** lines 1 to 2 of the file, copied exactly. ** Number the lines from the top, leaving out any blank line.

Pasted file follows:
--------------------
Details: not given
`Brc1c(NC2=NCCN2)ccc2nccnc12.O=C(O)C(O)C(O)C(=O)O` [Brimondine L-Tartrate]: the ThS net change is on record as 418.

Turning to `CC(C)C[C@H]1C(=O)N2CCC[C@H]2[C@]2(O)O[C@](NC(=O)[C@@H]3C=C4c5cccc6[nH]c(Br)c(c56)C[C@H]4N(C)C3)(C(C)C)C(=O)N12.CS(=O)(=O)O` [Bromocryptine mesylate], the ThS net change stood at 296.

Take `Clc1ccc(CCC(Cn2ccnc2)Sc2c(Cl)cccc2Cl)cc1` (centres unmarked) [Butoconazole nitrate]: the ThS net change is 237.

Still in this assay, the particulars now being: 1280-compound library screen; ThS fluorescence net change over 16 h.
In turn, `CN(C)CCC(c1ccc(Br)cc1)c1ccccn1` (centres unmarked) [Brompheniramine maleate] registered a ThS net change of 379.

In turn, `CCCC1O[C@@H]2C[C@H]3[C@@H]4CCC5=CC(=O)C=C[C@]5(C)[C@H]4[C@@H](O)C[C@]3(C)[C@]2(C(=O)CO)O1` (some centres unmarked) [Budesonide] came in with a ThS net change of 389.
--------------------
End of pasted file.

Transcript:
Details: not given
`Brc1c(NC2=NCCN2)ccc2nccnc12.O=C(O)C(O)C(O)C(=O)O` [Brimondine L-Tartrate]: the ThS net change is on record as 418.